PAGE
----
TEHRAN – A Tupolev aircraft crashed in Iran on Wednesday on its way to Armenia killing all 168 people on board and one senior Iranian official said the plane had caught fire in the air after suffering technical problems.

In the worst crash in Iran for six years, the Russian-built Caspian Airlines plane plowed into farmland with 153 passengers and 15 crew on board, gouging a deep smoking crater in the ground.

The aircraft, traveling to Armenia's capital Yerevan from Tehran, crashed near the northwestern city of Qazvin shortly before noon (0730 GMT) after about 16 minutes in the air.

Eight members of Iran's national junior judo team and two coaches were among the dead as well as a former Iranian MP representing Iran's Armenian minority and, reportedly, the wife of the head of Georgia's diplomatic mission in Iran.

Weeping relatives and friends gathered at Yerevan airport where a notice on a wall listed people who were on board. Iran is home to thousands of ethnic Armenians. Doctors treated relatives for shock and heart problems.

Fina Karapetian, an Armenian in her 30s, said her sister and two nephews, 11 and 6, were on board the crashed plane. I heard everyone in the aircraft has died. What will I do without Armen and Vahe, she said, before fainting.

The Tupolev plane has been totally destroyed and the corpses, unfortunately, have been totally burned and destroyed, Qazvin police commander Massoud Jafarinasab told the semi-official Fars News Agency.

Iranian television showed footage of debris and body parts and a smoking trench with mangled pieces of metal scattered around. Smoke rose from the site as police and bystanders gathered around.

Senior Iranian provincial official, Sirous Saberi, said the aircraft had had technical problems and tried to make an emergency landing. Unfortunately the plane caught fire in the air and it crashed, he told Fars.

A witness said he had seen the plane's left engine on fire in the air, state broadcaster IRIB said.

But state radio said the pilot had made no mention of any technical problem in a taped conversation with a control tower.

On board the plane there were 151 adults, 2 children and 15 crew members, Caspian Airline's representative in Yerevan Arlen Davudyan told Reuters at the airport.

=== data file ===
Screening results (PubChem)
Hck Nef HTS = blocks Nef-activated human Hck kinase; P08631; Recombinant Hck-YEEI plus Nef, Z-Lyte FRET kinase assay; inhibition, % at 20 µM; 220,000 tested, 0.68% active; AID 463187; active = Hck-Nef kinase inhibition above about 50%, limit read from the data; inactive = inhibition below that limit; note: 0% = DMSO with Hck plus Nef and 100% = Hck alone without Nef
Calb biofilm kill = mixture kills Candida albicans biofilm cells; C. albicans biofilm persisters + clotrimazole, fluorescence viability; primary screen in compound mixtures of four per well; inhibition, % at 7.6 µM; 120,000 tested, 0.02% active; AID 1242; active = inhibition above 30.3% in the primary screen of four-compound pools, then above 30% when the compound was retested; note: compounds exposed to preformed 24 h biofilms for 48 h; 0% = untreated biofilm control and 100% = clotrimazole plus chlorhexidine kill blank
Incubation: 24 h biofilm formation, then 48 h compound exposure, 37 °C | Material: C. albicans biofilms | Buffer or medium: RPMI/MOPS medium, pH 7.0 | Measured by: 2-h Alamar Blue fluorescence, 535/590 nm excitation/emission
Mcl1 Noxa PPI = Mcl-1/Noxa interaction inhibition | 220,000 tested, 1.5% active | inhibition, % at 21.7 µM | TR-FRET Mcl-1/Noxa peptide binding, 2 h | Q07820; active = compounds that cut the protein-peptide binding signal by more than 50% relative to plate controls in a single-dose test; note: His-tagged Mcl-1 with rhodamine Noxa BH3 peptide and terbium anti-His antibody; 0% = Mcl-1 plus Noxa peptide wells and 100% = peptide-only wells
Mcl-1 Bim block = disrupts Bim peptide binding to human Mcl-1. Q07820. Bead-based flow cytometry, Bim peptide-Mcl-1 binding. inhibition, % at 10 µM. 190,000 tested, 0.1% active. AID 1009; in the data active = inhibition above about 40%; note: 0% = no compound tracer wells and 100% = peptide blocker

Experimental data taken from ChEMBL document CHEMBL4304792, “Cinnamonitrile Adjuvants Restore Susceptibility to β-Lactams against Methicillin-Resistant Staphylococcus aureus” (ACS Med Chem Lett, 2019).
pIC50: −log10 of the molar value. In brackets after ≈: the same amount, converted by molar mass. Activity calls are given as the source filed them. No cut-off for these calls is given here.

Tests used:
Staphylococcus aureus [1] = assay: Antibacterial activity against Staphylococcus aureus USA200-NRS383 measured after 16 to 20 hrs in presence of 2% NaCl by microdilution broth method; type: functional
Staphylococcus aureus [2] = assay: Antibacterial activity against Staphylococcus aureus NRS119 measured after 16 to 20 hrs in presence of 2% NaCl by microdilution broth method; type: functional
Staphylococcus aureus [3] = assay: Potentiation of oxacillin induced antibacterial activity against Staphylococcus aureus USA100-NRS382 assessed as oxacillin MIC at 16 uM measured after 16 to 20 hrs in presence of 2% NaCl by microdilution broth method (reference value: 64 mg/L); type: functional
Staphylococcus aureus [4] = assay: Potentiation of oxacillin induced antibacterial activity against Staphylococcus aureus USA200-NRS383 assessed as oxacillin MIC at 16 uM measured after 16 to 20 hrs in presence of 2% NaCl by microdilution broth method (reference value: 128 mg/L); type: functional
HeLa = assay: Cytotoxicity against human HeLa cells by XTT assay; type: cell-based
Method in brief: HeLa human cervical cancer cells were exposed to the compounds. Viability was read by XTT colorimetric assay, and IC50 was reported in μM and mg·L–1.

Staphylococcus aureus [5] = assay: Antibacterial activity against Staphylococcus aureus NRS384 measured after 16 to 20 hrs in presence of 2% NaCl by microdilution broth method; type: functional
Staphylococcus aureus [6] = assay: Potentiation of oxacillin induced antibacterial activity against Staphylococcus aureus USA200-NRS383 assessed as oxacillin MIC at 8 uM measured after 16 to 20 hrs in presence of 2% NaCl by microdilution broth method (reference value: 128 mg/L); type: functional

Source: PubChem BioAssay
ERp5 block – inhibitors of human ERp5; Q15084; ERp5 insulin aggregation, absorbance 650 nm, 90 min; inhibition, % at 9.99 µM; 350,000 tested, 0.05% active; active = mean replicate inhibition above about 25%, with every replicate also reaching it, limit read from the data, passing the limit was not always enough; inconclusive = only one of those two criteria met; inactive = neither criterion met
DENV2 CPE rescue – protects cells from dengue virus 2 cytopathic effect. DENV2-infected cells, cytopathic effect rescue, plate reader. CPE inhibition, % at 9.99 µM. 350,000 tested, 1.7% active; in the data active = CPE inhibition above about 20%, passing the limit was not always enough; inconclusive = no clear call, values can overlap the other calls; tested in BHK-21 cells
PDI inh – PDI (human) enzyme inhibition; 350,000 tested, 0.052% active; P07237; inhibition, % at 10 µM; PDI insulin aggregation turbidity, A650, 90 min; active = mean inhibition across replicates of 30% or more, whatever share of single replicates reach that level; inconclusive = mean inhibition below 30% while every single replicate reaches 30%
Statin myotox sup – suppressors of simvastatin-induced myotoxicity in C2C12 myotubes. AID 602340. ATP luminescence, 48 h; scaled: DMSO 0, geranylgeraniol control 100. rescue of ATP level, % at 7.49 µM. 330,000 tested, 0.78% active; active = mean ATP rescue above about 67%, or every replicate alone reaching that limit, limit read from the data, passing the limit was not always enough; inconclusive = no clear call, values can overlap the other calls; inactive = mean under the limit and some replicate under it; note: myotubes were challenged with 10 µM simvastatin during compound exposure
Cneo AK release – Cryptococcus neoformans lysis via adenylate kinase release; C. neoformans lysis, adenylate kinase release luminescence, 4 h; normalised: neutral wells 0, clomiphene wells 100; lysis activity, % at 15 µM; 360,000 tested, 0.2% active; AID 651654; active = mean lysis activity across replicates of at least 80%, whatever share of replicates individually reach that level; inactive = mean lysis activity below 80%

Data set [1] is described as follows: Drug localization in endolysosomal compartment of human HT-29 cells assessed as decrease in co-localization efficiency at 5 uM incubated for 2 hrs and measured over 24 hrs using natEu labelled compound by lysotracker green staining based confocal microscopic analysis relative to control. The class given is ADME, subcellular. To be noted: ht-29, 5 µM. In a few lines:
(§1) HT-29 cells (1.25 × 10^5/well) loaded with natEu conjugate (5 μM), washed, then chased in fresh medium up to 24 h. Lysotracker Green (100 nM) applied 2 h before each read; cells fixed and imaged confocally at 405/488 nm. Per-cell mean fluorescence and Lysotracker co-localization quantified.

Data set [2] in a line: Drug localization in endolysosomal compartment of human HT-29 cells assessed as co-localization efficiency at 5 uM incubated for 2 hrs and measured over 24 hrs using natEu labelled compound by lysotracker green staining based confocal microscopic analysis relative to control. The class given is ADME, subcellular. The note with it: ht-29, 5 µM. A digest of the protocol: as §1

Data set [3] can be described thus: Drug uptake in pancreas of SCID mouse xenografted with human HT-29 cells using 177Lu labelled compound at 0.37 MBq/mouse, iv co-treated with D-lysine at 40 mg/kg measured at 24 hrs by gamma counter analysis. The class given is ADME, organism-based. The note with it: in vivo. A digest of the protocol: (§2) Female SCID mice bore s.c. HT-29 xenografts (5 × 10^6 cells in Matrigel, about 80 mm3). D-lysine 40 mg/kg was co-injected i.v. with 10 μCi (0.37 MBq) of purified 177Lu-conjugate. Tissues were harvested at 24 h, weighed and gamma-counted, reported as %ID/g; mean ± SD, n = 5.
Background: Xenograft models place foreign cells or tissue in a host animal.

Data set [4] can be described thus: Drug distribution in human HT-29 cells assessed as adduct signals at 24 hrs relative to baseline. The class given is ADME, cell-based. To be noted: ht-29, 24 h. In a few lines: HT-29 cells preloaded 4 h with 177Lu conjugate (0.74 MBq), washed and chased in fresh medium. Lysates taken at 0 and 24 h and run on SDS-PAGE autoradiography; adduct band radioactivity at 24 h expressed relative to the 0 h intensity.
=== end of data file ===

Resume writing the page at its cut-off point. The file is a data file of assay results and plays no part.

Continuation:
Fifteen or sixteen minutes after take-off the plane fell near the Iranian city Qazvin about 150 kilometers (93 miles) north of Tehran, he said, adding it was a Tu-154 and the cause of the crash was not clear nor had the black box been found.


It's been a major disaster with pieces of aircraft spread over an area of 200 sq meters, a fire brigade official said.

There was an explosion which left an indentation 10 meters deep in the ground. There was nothing we could do. We tried to put out the fire as best we could, he told state television.

Caspian Airline's Davudyan said around 20-25 passengers were Armenian citizens. Iran is home to some 100,000 ethnic Armenians, many of whom frequently use the flights between Tehran and Yerevan to visit relatives in Armenia.

An official from Georgia's embassy in Yerevan was on board and the wife of the head of its diplomatic mission in Tehran, Gocha Gvaramadze, was also believed to be on the plane, an official from Georgia's Embassy in Armenia told Rustavi-2 TV.

A boarding card belonging to a Japanese citizen was found at the crash site, IRNA said.

Air safety experts have said Iran has a poor record, with a string of crashes in the past few decades -- many involving Russian-made aircraft.

U.S. sanctions against Iran have prevented it from buying new aircraft or spares from the West, forcing it to supplement its aging fleet of Boeing and Airbus planes with aircraft from the former Soviet Union.

It was the third deadly crash of a Tupolev Tu-154 in Iran since 2002 and the deadliest crash since 2003 when an Ilyushin Il-76, also Russian built, crashed into an Iranian mountain.

In September 2006, 29 people were killed when an Iran Air Tour Tupolev 154 passenger plane caught fire on landing in the northeastern city of Mashhad. In 2002, all 118 people aboard were killed when an Iran Air Tours Tupolev 154 crashed near the western city of Khorramabad.

In February 2003, an Iranian Ilyushin-76 troop carrier crashes in southeastern Iran killing all 276 Revolutionary Guard soldiers and crew aboard.

Tehran-based Caspian Airlines was set up in 1993 and flies an all-Tupolev fleet linking Iranian cities and also routes to the United Arab Emirates, Ukraine and Armenia.

(Additional reporting by Parisa Hafezi in Tehran, Hasmik Mkrtchyan in Yerevan, Margarita Antidze in Tbilisi and Jon Hemming, Jason Neely in London; Writing by Fredrik Dahl and Peter Millership; Editing by Louise Ireland)